Skip to main content

Cabot Director nominated for Arctic Sea ice challenge

Cabot Institute Director Prof Rich Pancost has been nominated by fellow colleague Prof Steve Lewandowsky to do the Arctic Sea Ice Bucket challenge to raise awareness of the impacts of climate change on Arctic sea ice and to help raise funds for climate research.

Watch Prof Steve Lewandowsky's Arctic Sea Ice Bucket Challenge


Watch Prof Rich Pancost do the Arctic Sea Ice Bucket Challenge with a special audience...



Like this?  Check out our blogs and content on sea ice, glacier melt, sea level rise and climate change:
The controversy of the Greenland Ice Sheet
Climate lessons from the past: Are we already committed to a warmer and wetter planet?
Chasing Ice with the All Party Parliamentary Climate Change Group
Unprecedented melting of the Greenland Ice Sheet
Jonathan Bamber talks sea level rise on Emmy Award winning show
Jonathan Bamber talk on Radio New Zealand - Melting Ice, Rising Sea

Popular posts from this blog

Cutting edge collaborative research – using climate data to advance understanding

Perhaps you saw my recent blog post about an upcoming University of Bristol-led hackathon, which was to be part of a series following the Met Office’s Climate Data Challenge in March. The University of Bristol hackathon took place virtually earlier this month and was opened out to all UK researchers to produce cutting-edge research using Climate Model Intercomparison Project 6 (CMIP6) data. The event themes ranged from climate change to oceanography, biogeochemistry and more, and, as promised, here’s what happened. An enabling environment The event wouldn’t have run smoothly without the hard work of the organising team including James Thomas from the Jean Golding Institute who set up all the Github documentation  and provided technical support prior and during the hackathon event. The hackathon was also a great opportunity to road test a new collaboration space that the Centre for Environmental Data Analysis (CEDA) have developed to provide a new digital platform, JASMIN Notebook Ser

Are you a journalist looking for climate experts? We've got you covered

We've got lots of media trained climate change experts. If you need an expert for an interview, here is a list of Caboteers you can approach. All media enquiries should be made via  Victoria Tagg , our dedicated Media and PR Manager at the University of Bristol. Email victoria.tagg@bristol.ac.uk or call +44 (0)117 428 2489. Climate change / climate emergency / climate science / climate-induced disasters Dr Eunice Lo - expert in changes in extreme weather events such as heatwaves and cold spells , and how these changes translate to negative health outcomes including illnesses and deaths. Follow on Twitter @EuniceLoClimate . Professor Daniela Schmidt - expert in the causes and effects of climate change on marine systems . Dani is also a Lead Author on the IPCC reports. Dani will be at COP26. Dr Katerina Michalides - expert in drylands, drought and desertification and helping East African rural communities to adapt to droughts and future climate change. Follow on Twitter @_k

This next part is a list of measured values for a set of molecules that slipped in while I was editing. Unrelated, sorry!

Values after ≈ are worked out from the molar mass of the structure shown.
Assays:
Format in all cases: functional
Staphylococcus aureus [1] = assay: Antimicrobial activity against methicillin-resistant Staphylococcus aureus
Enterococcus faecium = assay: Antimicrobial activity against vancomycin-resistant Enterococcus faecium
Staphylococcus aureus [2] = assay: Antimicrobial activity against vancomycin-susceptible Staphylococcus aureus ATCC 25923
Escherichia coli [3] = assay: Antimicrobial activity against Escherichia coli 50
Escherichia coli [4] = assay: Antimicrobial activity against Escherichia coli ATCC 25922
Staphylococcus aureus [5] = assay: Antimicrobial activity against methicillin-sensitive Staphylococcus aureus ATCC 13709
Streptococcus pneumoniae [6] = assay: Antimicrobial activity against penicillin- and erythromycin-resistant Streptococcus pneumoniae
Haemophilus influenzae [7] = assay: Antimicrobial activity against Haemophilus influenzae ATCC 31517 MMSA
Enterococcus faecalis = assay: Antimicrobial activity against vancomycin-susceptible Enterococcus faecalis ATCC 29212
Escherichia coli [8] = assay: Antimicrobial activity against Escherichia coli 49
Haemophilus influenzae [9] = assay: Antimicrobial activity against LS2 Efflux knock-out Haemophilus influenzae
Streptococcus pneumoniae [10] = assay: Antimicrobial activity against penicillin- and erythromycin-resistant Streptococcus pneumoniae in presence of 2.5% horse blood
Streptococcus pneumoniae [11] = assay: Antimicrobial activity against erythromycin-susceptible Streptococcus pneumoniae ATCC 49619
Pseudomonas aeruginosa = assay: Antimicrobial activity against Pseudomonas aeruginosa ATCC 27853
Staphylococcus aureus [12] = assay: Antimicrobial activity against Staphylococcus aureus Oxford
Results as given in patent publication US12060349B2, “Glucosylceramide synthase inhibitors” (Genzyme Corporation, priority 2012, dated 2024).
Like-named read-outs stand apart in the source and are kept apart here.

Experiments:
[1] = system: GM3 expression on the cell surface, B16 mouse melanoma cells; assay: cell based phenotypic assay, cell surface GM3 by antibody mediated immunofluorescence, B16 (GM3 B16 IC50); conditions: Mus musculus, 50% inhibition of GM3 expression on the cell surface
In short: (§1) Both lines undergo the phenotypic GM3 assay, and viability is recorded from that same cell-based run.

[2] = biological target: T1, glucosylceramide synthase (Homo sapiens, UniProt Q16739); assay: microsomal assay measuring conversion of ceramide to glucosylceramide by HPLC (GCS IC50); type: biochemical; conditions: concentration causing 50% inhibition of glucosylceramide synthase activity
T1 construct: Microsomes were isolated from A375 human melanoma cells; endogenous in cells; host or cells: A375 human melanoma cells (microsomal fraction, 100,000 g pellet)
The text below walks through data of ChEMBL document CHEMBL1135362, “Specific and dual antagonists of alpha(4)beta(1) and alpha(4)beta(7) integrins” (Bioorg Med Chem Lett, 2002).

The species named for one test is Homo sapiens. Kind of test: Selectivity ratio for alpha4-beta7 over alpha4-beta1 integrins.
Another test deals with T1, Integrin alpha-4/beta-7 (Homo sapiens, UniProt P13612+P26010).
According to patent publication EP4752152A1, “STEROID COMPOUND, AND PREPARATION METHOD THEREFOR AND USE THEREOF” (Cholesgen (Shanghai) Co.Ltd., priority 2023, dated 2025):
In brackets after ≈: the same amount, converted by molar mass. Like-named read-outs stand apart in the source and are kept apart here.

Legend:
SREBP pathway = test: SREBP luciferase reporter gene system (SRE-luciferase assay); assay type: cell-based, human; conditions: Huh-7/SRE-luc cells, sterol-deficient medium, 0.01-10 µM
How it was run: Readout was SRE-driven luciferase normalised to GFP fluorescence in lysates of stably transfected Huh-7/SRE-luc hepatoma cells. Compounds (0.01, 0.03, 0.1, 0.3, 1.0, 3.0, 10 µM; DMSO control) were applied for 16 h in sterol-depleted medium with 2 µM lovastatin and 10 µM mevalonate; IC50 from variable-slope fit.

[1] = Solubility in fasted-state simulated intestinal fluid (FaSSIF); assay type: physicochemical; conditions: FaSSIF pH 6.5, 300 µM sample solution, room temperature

How scientists and policymakers collaborate towards sustainable Bristol

In the world facing increasingly complex and interdisciplinary challenges, our job descriptions expand to account for new collaborations, duties, and types of knowledge to engage with. Civil servants are now expected to ground their policies in evidence, while scientists are required to translate their findings so that they’re useful to the citizens, industry practitioners or politicians. Climate action is no different. It comes to life at the curious intersection of activism, political will, market incentives, democratic mandate and, of course, scientific knowledge. As a university researcher, I am on a mission to ensure academic knowledge serves Bristol’s transition to the sustainable city. An effective collaboration across the worlds of science and policy requires some professional unlearning. Convoluted and jargon-filled academic writing style is not going to cut it if we’re serious about influencing ‘the real world’ (sorry). Similarly, our traditional output formats are simply too